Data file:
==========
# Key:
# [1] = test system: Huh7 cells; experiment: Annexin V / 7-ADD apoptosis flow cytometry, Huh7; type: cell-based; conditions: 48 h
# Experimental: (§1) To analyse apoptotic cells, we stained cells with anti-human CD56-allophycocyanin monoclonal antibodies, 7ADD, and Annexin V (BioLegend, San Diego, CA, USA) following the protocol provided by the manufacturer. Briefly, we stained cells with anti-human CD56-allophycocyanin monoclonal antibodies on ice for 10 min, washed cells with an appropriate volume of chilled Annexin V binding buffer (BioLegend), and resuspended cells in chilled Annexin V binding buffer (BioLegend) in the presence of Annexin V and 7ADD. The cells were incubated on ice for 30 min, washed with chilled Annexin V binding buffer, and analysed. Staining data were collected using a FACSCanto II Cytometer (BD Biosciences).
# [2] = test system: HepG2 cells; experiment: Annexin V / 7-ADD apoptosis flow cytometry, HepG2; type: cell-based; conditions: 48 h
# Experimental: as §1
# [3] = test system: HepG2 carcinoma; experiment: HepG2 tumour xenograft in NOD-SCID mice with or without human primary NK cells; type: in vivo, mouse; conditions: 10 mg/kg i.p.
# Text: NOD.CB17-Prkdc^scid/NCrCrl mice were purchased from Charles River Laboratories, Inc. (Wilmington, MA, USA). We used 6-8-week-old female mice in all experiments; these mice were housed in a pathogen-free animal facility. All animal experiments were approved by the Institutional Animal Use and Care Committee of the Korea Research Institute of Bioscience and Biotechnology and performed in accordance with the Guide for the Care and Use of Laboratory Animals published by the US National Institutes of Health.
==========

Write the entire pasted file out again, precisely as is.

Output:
# Key:
# [1] = test system: Huh7 cells; experiment: Annexin V / 7-ADD apoptosis flow cytometry, Huh7; type: cell-based; conditions: 48 h
# Experimental: (§1) To analyse apoptotic cells, we stained cells with anti-human CD56-allophycocyanin monoclonal antibodies, 7ADD, and Annexin V (BioLegend, San Diego, CA, USA) following the protocol provided by the manufacturer. Briefly, we stained cells with anti-human CD56-allophycocyanin monoclonal antibodies on ice for 10 min, washed cells with an appropriate volume of chilled Annexin V binding buffer (BioLegend), and resuspended cells in chilled Annexin V binding buffer (BioLegend) in the presence of Annexin V and 7ADD. The cells were incubated on ice for 30 min, washed with chilled Annexin V binding buffer, and analysed. Staining data were collected using a FACSCanto II Cytometer (BD Biosciences).
# [2] = test system: HepG2 cells; experiment: Annexin V / 7-ADD apoptosis flow cytometry, HepG2; type: cell-based; conditions: 48 h
# Experimental: as §1
# [3] = test system: HepG2 carcinoma; experiment: HepG2 tumour xenograft in NOD-SCID mice with or without human primary NK cells; type: in vivo, mouse; conditions: 10 mg/kg i.p.
# Text: NOD.CB17-Prkdc^scid/NCrCrl mice were purchased from Charles River Laboratories, Inc. (Wilmington, MA, USA). We used 6-8-week-old female mice in all experiments; these mice were housed in a pathogen-free animal facility. All animal experiments were approved by the Institutional Animal Use and Care Committee of the Korea Research Institute of Bioscience and Biotechnology and performed in accordance with the Guide for the Care and Use of Laboratory Animals published by the US National Institutes of Health.